As a precursor to guessing which neurotransmitter and hormonal set points each social class pursues, I think it’s necessary to generalize what abstract qualities they pursue. Note that individuals’ set points can change in response to a regular series of shocks: weightlifters acquire higher testosterone set points, long-term marijuana enthusiasts probably have higher dopamine set points, and so on.
In general, I believe these abstract desires correspond to the more concrete desire to be promoted to the next social class. For example, the middle class wants “success” because success = upper-middle class.
Out-of-sight upper: Wants the prisca sapientia
Upper: Wants a historical legacy of influence
Upper-middle: Wants prestige
Middle: Wants success
High prole: Wants deference
Mid prole: Wants R-E-S-P-E-C-T
Low prole: Wants protection (from the boss and other in-group social predators)
Destitute: Wants security (from out-group physical predation like rape, murder, and robbery)
Out-of-sight poor: Wants legitimacy (formal acceptance into the in-group, alleviating the fear of police and other in-group antibodies)
Also notable is that each class scorns the desires of the class below them, probably as a way of discouraging upward mobility. For example, it’s a common joke in the middle class to make up professional-sounding names for demeaning jobs, like “sanitation engineer” for janitors and “nutrition specialist” for fast food workers. This derides the desire of the high proles to have their specializations taken seriously:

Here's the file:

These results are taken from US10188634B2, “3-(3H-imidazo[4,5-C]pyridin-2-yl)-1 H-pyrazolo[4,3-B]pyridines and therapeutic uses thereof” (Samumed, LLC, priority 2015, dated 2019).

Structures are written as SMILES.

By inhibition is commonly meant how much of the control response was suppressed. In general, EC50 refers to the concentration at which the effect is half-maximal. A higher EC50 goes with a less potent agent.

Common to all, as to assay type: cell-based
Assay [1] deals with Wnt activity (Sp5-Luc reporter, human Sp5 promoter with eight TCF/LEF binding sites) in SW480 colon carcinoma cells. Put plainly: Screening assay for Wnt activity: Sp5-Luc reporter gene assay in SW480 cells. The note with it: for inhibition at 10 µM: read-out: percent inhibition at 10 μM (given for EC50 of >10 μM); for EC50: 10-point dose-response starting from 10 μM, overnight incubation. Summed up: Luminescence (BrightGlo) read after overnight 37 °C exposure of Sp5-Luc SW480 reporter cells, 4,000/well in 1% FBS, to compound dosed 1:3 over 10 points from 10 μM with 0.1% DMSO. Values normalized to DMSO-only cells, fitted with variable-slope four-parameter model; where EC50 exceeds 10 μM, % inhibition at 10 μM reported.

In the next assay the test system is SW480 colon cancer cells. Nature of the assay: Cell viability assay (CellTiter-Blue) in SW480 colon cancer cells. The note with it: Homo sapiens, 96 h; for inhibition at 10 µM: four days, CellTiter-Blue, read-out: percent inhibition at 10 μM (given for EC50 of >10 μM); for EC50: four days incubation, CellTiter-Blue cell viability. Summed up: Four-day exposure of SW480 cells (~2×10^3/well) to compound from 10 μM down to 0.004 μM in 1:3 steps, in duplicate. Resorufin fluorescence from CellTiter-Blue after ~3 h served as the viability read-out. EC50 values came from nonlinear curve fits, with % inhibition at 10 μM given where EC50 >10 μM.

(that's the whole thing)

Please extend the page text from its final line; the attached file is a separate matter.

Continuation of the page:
The kind of jobs high-prole people do tempt them to insist that they are really “professionals,” like “sanitation men” in a large city. A mail carrier tells Studs Terkel why he likes his work: “They always say, ‘Here comes the mailman.’…I feel it is one of the most respected professions there is throughout the nation.” Prole women who go into nursing never tire of asserting how professional they are [Ed: Hopefully they’ll meme it into existence someday.], and the same is true of their daughters who, become air stewardesses, a favorite high-prole occupation. Although Army officers, because they are all terrified of the boss, are probably more middle-class than high-prole, they seem the lower the more they insist that they are “professionals,” and since their disgrace in Vietnam, and their subsequent anxiety about their social standing, that insistence has grown more mechanical. [Ed: That’s because it’s now policy in the military that everyone insist this as often as possible.] An Army wife says, “Some like to speak of doctors, lawyers, etc., as professionals. All [Army] officers are professionals.” And then, a notable deviation from logic: “Who could be more professional than the man who has dedicated his whole life to the defense of his country?”
Class (pg. 45)